Are You a "Phish"?

By on March 20, 2006 in Current Events with 0 Comments

Do you know how much money you have in your TSP account? Could someone transfer the money from your account into an account at an offshore bank while you are thinking of how you are going to spend that money when you retire?

Before you answer with certainty, read on.

Unless your spam protection is better than most, you are probably used to getting e-mail with “good news” advising you of a variety of fortunate events that have fallen on you. Perhaps you are being advised that you have won the Spanish lottery; you have been selected by a distraught multi-millionaire in a war-torn country as a trustworthy person who could hold on to a few million of his dollars until he can leave to claim them back from you; or, in a more scary tactic, you are being given a notice from the “IRS” that you need to update your personal information in order to avoid tax problems with the federal government.

There are several common denominators in these scams. First, some people always fall for them and reveal their personal information on a website that is not what it purports to be. Second, they always want your money and/or information that will enable them to get your money.

Some of the scams are very effective–especially when they are first issued. Some of these scams even use fake government e-mail addresses to lure the suckers into the web of lies and deceit.

The method of getting a person to provide the information is called “phishing.”

What is phishing?

Phishing is a term for deception designed to steal your identity. In phishing scams, the thief tries to get you to disclose valuable personal data—like credit card numbers, passwords, account data, or other information—by convincing you to provide it under false pretenses. These schemes can be carried out in person or over the phone, and are delivered online through spam e-mail or pop-up windows.

“Phishing” is a term that is from the jargon of internet technology. “Fishing” becomes “phishing”–probably because a computer geek somewhere thought it looked cool when the term was first used. The scam artist is looking (i.e. fishing) for your personal information. Perhaps it may have initially been taken by a deranged fan of the rock group called Phish. In any event, the term as it is now used can mean problems for you and your retirement.

With these scams popping up every day on the internet are federal employees immune?

You may think that working for Uncle Sam will convey a type of immunity. Who wants to get the attention of the FBI or other federal investigative organizations by targeting the federal government in a scam?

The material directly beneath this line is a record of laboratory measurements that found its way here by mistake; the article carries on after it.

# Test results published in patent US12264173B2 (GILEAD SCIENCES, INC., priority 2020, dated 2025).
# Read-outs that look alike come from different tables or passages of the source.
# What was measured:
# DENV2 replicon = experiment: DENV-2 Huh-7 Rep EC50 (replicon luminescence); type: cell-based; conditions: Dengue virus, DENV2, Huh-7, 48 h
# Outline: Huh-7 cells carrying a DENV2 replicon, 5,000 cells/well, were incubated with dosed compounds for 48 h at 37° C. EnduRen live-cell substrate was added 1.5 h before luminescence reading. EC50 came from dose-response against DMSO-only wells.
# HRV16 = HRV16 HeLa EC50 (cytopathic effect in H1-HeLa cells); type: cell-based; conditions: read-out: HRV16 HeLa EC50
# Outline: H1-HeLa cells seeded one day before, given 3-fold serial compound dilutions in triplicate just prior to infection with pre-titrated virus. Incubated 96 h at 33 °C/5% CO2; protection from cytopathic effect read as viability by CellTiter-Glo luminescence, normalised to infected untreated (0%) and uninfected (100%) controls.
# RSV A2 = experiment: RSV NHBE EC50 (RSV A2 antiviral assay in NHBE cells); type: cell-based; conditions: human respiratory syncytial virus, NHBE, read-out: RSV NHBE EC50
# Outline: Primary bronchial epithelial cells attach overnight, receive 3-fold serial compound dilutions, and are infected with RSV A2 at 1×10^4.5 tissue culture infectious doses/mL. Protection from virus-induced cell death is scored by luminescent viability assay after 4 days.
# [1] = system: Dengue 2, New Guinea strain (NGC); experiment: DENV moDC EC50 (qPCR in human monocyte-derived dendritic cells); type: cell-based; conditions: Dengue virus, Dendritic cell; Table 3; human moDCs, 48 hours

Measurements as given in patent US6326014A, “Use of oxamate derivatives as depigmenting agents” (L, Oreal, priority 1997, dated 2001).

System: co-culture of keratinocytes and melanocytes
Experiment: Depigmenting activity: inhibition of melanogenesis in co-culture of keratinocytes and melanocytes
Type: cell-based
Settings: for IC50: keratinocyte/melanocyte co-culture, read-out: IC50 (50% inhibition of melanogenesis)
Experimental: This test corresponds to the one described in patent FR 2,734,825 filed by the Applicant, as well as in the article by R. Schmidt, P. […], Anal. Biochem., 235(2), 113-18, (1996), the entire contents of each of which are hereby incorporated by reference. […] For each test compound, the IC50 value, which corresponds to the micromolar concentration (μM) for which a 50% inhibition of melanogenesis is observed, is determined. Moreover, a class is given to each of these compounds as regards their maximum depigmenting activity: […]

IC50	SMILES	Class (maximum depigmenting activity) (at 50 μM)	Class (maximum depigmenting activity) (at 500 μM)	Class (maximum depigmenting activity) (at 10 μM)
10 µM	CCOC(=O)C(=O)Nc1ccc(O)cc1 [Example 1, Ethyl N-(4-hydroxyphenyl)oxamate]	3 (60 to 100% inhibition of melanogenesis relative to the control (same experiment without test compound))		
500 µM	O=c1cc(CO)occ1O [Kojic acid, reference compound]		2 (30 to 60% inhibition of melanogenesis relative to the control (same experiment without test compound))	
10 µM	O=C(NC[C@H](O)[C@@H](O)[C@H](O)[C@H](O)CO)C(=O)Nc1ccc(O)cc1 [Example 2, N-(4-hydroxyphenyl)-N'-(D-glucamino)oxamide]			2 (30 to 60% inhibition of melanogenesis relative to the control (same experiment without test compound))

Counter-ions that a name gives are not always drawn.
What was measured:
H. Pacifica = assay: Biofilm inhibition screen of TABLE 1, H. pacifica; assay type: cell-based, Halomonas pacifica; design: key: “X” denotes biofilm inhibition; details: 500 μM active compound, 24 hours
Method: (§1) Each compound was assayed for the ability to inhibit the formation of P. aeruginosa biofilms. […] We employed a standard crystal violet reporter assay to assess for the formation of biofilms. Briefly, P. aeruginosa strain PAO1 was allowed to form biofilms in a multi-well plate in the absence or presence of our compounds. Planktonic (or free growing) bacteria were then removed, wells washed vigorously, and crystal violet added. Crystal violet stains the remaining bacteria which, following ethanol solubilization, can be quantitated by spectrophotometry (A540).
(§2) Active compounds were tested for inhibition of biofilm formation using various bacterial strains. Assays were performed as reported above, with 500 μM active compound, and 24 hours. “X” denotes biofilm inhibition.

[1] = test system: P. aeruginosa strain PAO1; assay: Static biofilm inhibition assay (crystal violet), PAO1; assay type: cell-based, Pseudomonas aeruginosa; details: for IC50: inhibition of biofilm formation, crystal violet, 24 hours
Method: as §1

But the federal government is often where the money is and working for Uncle Sam doesn’t automatically provide much protection. In any event, a person operating a scam from a foreign country may not have much fear of the FBI or the US federal government–or may just not be that bright to begin with.

Last week, a new phishing scheme emerged and this one is not going to impact an unknown person with whom most readers have nothing in common.

This scam e-mail went to a number of federal employees asking them for personal information on their Thrift Savings Plan account.

Why not? The TSP has about $175 billion in assets. An entrepreneurial thief may be able to convince a few unsuspecting TSP investors to part with their TSP password, use the information to suck your money out of your account, and slink away quietly into the night with a much bigger foreign bank account. You, on the other hand, could find yourself with nothing left in your TSP fund that you may have been building up for the past 18 years or so.

Like most financial institutions that are reputable, the TSP does not send out an e-mail to participants asking for their Social Security number, credit card or banking information.

But, if you got an e-mail telling you that the TSP has added a new e-mail to your account, asked you to verify that you made this change, and directing you to a website to correct the problem, you have been the target of a phishing scam.

Moreover, if you provided your Social Security number, your TSP personal identification number, or provided other personal financial information, you have been “phished.” You may also now be broke.

If you did provide this information, contact your credit card company/bank immediately and seek guidance. In addition, call the TSP at 1-877-968-3778 and ask to have your account access blocked.

Welcome to the brave new world of instant access to information and electronic money.

© 2016 Ralph R. Smith. All rights reserved. This article may not be reproduced without express written consent from Ralph R. Smith.


About the Author

Ralph Smith has several decades of experience working with federal human resources issues. He has written extensively on a full range of human resources topics in books and newsletters and is a co-founder of two companies and several newsletters on federal human resources.